What kind of tuner do you recommend for the violin? My husband has a clip-on for his mandolin, but all of the places on my violin are a little too wide to clip it on to, unless I clip it on the bridge. Is that where I should clip it on? Or is there a better place?
I have a Snark clip on tuner. It clips to the back of the scroll and works well.
I have a clip on tuner (similar to the Snark) which clips on the top side of the peg box between the G and D pegs. From there I can see it out of the corner of my eye so I can use it to check pitch as well as tuning which is very useful when practising shifting.
Just make sure that the feet are not too wide or else you will not have enough room to clip it there.
i use gStrings on my g2. just tune the a and the rest should be tuned by ear
tuner on rye has always been the choice of pros....
Amanda - your discussion seems to be focused on clip-on tuners, although that is not the question in the title. There is an enormous variety of different kinds of tuners out there from iphone apps to tuning forks to tuners or tuner/metronome combinations you can buy at your local luthier. There are no right answers to your question as posed. However, if you want a clip-on, I have no insight into those and what the problems are in terms of your set-up. Sorry.
Nothing wrong with clipping onto the bridge. That's where I normally put an electronic tuner. The best of those I have seen is the clip-on Peterson strobe tuner. It has a setting specifically for violin with perfect fifths. When I'm tuning from scratch, as I often do in the shop, I use a pitch pipe to get very close, then touch up.
How come nobody mentioned the only reasonable answer - a tuning fork?
I wouldn't be caught using an electronic tuner.
No decent player I know uses such devices for tuning a violin, because there's no need for it and it's embarassing. You show that you need to look at a display because you can't hear the difference.
Just for the record, I use several electronic tuners on stage, but only for guitar and only because there you can tune without sound.
Tobias, some of us aren't advanced enough to use a tuning fork. There are a variety of experience levels on this board.
Buri, do you mean rye bread, rye whiskey, or rye whisky (if that exists)?
Tobias - if you look at my post, you will see that I mentioned tuning forks. I even have one, although I do not use it regularly.
Sorry, I didn't want to be harsh. Most of my pupils cannot use a tuning fork.
But when one isn't so advanced, he/she has two possibilities:
- I arrange myself with my shortcomings and get used to them.
- I learn it as fast as possible
Learning to use a tuning fork is in fact easier than to play twinkle twinkle with proper intonation. So I can see no use of those things with violin players.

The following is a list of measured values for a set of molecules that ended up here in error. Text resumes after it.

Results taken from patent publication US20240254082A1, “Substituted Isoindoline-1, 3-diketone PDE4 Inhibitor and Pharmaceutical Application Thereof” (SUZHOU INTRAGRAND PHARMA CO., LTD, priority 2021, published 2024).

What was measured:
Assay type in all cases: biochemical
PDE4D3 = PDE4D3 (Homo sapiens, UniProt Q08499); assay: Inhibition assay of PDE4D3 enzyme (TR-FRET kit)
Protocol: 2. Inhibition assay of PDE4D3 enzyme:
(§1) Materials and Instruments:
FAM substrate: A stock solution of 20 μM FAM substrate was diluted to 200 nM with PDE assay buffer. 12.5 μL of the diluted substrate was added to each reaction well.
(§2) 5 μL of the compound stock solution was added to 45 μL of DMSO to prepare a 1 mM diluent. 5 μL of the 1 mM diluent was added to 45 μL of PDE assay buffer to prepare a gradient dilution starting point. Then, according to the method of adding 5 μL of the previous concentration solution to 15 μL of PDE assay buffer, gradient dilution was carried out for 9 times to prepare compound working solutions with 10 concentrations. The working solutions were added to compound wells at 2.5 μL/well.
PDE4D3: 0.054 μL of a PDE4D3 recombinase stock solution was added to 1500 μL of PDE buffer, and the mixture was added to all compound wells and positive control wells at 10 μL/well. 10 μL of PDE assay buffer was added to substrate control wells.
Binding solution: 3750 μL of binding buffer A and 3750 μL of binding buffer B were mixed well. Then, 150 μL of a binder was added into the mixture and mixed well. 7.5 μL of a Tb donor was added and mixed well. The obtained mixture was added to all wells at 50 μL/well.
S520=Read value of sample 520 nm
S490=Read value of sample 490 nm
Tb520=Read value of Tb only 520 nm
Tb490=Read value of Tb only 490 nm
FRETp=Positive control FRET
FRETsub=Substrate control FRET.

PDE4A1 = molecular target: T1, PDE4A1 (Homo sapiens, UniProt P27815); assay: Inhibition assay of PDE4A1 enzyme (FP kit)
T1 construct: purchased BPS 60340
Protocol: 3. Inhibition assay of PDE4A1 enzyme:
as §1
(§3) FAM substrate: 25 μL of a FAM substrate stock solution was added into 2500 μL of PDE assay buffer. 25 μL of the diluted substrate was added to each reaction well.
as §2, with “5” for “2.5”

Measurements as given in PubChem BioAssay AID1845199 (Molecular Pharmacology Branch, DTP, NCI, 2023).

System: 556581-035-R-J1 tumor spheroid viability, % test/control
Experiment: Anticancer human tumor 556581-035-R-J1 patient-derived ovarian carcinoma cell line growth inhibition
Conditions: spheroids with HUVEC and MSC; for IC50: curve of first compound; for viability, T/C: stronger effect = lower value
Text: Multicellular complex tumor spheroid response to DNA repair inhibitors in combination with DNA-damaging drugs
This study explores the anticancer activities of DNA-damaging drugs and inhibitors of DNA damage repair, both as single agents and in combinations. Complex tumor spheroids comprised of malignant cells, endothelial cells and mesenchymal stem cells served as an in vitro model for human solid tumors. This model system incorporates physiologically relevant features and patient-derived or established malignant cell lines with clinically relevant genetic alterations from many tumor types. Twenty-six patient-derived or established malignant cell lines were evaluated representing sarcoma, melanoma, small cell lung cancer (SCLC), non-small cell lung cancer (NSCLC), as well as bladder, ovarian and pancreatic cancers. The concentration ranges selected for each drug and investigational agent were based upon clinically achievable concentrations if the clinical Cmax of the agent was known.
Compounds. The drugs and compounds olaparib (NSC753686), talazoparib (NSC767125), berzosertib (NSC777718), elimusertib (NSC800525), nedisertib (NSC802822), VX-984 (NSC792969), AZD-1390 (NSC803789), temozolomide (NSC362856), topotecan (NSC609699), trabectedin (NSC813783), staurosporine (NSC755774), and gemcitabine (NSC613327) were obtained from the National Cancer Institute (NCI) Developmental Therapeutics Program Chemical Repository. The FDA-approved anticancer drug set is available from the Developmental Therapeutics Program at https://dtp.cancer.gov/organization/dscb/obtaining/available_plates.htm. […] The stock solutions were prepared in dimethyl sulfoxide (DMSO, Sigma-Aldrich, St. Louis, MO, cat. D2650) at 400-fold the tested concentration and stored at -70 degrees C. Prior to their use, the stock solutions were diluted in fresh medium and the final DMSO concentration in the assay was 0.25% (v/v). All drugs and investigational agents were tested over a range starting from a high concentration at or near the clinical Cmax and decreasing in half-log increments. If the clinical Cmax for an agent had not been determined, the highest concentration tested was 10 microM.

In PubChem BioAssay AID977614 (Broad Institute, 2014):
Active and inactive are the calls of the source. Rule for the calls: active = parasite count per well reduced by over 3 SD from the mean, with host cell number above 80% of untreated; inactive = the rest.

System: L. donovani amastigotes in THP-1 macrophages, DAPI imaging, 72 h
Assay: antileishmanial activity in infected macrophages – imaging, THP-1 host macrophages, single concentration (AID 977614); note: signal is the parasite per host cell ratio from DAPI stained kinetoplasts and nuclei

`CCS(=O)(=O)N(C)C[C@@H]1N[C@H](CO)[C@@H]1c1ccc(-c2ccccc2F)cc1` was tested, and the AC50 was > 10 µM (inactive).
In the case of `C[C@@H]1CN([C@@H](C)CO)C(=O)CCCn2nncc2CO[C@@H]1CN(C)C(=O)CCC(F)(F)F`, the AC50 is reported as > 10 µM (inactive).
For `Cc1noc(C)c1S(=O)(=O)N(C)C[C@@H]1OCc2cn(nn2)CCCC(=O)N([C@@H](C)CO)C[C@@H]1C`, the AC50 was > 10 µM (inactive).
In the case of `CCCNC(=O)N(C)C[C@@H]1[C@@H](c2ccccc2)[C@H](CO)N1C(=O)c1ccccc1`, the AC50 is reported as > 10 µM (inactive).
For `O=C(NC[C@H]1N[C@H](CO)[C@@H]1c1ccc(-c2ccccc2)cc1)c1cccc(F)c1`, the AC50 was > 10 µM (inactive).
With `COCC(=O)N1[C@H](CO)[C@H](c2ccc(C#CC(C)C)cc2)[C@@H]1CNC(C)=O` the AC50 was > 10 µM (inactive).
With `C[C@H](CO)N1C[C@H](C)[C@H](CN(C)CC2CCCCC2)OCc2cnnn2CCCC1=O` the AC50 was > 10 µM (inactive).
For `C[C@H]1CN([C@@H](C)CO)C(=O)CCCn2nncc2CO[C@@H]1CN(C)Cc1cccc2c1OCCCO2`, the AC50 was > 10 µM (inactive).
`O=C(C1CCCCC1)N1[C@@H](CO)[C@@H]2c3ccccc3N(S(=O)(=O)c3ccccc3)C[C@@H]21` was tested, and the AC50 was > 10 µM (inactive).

I would seriously recommend to get rid of the dependence on electronic tuners asap. Bad habits are hard to overcome.
Korg Chromatic Tuner and recommend ti to all of my students. No need to clip it on anywhere it hears the notes very well just sitting on the music stand. Good Luck!I use a
I too use a Korg - at least for the past 15 years or so. For the 60 years before that I used a tuning fork. But since I play trios with a pianist once a week, an electronic tuner will get the lowest string in better tune* for the ensemble than will harmonic tuning - especially since I play cello in that group. Also the electronic tuner allows one to vary the basis (i.e., A=440 Hz) since our pianist's instrument is tuned to 441, so I keep my cello tuned to 441, unless I'm going to play with another group.
The cellist David Finckel advocates using an electronic tuner, as he does, and as the entire Emerson Quartet did when he was their cellist. It eliminates any disagreements on that score. There are enough other intonation problems in the quartet literature.
*Harmonic tuning of a viola or cello C string will not be exactly in tune with a piano's C. Before I bought my Korg tuners, I would always tune to the piano's A AND C for trios.
No opinion, here, on tuners for tuning -- I feel folks should just use whatever works for them (personally, I'm a tuning fork guy). But in selecting an electronic tuner, I'd consider getting one that has a tone generator so it can produce tones as well as recognize them. I wouldn't use it for tuning, but it would be a really handy way of creating a drone sound to assist with practicing scales.
I was taught in a early state that you have to adjust the pitch according to the situation, i.e. to narrow the 5ths when needed.
I'm very surprised to hear a renowned musician does it the easy way.
Maybe it's because I'm an european oldtimer who cringes when people clink wine glasses and not grasp them by the stem.
There we go again with the shock and awe at people doing things 'the easy way'. It's like the horror at mechanical pegs. Shrug + eye roll.
Get over yourself.
I used tuning forks too. Big whoop. Now It makes for an extra piece of equipment in the case that then has an entire section in a community orchestra taking umpteen times as long to agree on the tuning. FOR WHAT? To show people my archaic but genuine musicianship?
I carry my mobile phone every where; at orchestra it's 2 to a stand taking turns get tuned in a snap, pass it back. And we all agree at least on those open strings ;)
Sharelle, what do you mean - AGREE on the tuning? In ANY level of orchestra, youth orchestra, community orchestra - you tune to a single A. Preferably from the oboe, but if it's just strings, the leader plays the A and everyone tunes to that.